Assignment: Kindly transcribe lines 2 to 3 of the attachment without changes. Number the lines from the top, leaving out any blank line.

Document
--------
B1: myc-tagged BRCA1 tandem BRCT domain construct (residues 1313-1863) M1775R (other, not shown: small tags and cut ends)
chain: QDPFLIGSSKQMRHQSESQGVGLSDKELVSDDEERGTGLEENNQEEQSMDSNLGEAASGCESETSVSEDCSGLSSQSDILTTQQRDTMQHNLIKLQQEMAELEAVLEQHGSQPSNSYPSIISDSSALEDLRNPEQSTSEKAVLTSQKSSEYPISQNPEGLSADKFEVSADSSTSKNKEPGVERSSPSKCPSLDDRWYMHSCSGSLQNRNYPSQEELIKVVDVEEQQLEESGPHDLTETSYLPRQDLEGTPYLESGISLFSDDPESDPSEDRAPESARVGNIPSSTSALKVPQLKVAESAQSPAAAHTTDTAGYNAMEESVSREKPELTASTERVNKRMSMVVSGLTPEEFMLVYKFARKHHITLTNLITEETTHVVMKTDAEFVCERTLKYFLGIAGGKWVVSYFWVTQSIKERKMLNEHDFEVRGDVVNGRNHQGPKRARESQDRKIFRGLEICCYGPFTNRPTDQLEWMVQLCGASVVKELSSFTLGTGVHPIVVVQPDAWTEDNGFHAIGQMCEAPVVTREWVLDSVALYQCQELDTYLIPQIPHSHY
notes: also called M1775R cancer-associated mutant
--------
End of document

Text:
chain: QDPFLIGSSKQMRHQSESQGVGLSDKELVSDDEERGTGLEENNQEEQSMDSNLGEAASGCESETSVSEDCSGLSSQSDILTTQQRDTMQHNLIKLQQEMAELEAVLEQHGSQPSNSYPSIISDSSALEDLRNPEQSTSEKAVLTSQKSSEYPISQNPEGLSADKFEVSADSSTSKNKEPGVERSSPSKCPSLDDRWYMHSCSGSLQNRNYPSQEELIKVVDVEEQQLEESGPHDLTETSYLPRQDLEGTPYLESGISLFSDDPESDPSEDRAPESARVGNIPSSTSALKVPQLKVAESAQSPAAAHTTDTAGYNAMEESVSREKPELTASTERVNKRMSMVVSGLTPEEFMLVYKFARKHHITLTNLITEETTHVVMKTDAEFVCERTLKYFLGIAGGKWVVSYFWVTQSIKERKMLNEHDFEVRGDVVNGRNHQGPKRARESQDRKIFRGLEICCYGPFTNRPTDQLEWMVQLCGASVVKELSSFTLGTGVHPIVVVQPDAWTEDNGFHAIGQMCEAPVVTREWVLDSVALYQCQELDTYLIPQIPHSHY
notes: also called M1775R cancer-associated mutant